Listeners: Rebecca Blanchard

Dr Rebecca Blanchard is Director of Clinical Pharmacology at Merck & Co., Inc. in Upper Gwynedd, Pennsylvania. Her education includes a BSc in Pharmacy from Albany College of Pharmacy and a PhD in Pharmaceutical Chemistry from the University of Utah in Salt Lake City. While at Utah, she studied in the laboratories of Dr Raymond Galinsky and Dr Michael Franklin with an emphasis on drug metabolism pathways. After receiving her PhD, Dr Blanchard completed postdoctoral studies with Dr Richard Weinshilboum at the Mayo Clinic with a focus on human pharmacogenetics. While at Mayo, she cloned the human sulfotransferase gene SULT1A1 and identified and functionally characterized common genetic polymorphisms in the SULT1A1 gene. From 1998 to 2004 Dr Blanchard was an Assistant Professor at Fox Chase Cancer Center in Philadelphia. In 2005 she joined the Clinical Pharmacology Department at Merck & Co., Inc. where her work today continues in the early and late development of several novel drugs. At Merck, she has contributed as Clinical Pharmacology Representative on CGRP, Renin, Losartan, Lurasidone and TRPV1 programs and serves as chair of the TRPV1 development team. Dr Blanchard is also Co-chair of the Neurology Pharmacogenomics Working Group at Merck. Nationally, she has served the American Society of Clinical Pharmacology and Therapeutics on the Strategic Task Force and the Board of Directors. Dr Blanchard has also served on NIH study sections, and several Foundation Scientific Advisory Boards.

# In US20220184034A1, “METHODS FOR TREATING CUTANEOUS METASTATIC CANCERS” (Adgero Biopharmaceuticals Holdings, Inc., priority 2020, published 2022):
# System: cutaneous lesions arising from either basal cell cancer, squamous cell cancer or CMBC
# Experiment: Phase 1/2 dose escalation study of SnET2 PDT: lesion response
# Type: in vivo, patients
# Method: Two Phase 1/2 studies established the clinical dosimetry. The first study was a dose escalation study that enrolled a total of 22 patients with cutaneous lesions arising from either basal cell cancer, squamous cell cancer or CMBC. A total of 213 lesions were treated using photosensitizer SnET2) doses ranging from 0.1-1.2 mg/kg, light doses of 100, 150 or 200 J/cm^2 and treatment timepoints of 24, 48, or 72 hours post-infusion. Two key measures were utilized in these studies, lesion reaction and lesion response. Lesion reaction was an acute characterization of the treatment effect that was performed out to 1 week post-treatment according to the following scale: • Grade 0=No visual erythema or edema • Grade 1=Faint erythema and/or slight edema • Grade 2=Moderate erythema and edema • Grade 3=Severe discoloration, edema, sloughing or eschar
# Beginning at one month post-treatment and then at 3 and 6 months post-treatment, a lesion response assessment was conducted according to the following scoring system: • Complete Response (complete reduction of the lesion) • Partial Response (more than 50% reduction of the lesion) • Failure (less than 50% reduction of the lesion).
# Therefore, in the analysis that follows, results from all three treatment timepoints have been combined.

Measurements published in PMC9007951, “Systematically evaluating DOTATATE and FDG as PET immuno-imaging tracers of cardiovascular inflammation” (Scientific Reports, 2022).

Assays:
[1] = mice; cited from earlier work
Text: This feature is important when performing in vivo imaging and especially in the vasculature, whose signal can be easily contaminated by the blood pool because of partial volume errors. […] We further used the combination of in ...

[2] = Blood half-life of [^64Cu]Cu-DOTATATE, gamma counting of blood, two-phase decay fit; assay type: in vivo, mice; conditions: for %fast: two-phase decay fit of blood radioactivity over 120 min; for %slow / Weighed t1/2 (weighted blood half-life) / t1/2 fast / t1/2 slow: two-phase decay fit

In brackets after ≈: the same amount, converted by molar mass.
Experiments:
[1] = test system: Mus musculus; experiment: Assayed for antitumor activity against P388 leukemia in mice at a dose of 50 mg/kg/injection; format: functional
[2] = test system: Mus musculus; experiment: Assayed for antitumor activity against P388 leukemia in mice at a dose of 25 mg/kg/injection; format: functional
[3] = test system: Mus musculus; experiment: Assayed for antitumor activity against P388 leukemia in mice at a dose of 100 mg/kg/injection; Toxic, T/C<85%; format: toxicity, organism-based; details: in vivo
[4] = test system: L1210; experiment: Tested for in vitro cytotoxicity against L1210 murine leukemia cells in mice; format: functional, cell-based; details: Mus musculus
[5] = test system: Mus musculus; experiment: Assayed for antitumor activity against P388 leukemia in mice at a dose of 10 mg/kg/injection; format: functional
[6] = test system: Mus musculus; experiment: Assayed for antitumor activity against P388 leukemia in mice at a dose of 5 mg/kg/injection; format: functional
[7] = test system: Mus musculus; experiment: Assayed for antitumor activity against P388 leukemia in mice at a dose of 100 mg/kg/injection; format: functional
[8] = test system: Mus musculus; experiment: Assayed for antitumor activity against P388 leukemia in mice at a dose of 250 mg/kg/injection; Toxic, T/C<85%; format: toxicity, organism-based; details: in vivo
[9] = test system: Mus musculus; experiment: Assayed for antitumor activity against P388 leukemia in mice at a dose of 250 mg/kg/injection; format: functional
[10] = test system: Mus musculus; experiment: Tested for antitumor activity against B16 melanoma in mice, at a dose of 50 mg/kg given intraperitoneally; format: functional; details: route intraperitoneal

Tags: NASA, NASA Astrobiology Institute

Duration: 8 minutes, 18 seconds

Date story recorded: September 2007

Date story went live: 28 September 2009